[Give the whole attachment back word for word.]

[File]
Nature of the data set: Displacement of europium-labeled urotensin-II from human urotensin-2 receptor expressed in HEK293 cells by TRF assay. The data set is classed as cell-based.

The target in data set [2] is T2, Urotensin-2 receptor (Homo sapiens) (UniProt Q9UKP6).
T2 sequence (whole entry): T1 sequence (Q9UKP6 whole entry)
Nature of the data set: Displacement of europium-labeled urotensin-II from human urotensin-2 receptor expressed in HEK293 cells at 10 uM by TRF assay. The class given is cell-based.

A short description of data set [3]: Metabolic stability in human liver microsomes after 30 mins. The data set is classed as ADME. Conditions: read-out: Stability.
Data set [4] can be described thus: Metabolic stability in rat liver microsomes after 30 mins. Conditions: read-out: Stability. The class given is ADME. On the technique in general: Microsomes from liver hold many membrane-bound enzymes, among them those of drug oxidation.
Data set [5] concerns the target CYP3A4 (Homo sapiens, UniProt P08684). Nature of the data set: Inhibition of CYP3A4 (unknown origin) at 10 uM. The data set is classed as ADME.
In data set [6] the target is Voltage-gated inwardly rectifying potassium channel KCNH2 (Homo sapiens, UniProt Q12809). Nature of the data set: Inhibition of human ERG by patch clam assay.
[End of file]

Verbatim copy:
Nature of the data set: Displacement of europium-labeled urotensin-II from human urotensin-2 receptor expressed in HEK293 cells by TRF assay. The data set is classed as cell-based.

The target in data set [2] is T2, Urotensin-2 receptor (Homo sapiens) (UniProt Q9UKP6).
T2 sequence (whole entry): T1 sequence (Q9UKP6 whole entry)
Nature of the data set: Displacement of europium-labeled urotensin-II from human urotensin-2 receptor expressed in HEK293 cells at 10 uM by TRF assay. The class given is cell-based.

A short description of data set [3]: Metabolic stability in human liver microsomes after 30 mins. The data set is classed as ADME. Conditions: read-out: Stability.
Data set [4] can be described thus: Metabolic stability in rat liver microsomes after 30 mins. Conditions: read-out: Stability. The class given is ADME. On the technique in general: Microsomes from liver hold many membrane-bound enzymes, among them those of drug oxidation.
Data set [5] concerns the target CYP3A4 (Homo sapiens, UniProt P08684). Nature of the data set: Inhibition of CYP3A4 (unknown origin) at 10 uM. The data set is classed as ADME.
In data set [6] the target is Voltage-gated inwardly rectifying potassium channel KCNH2 (Homo sapiens, UniProt Q12809). Nature of the data set: Inhibition of human ERG by patch clam assay.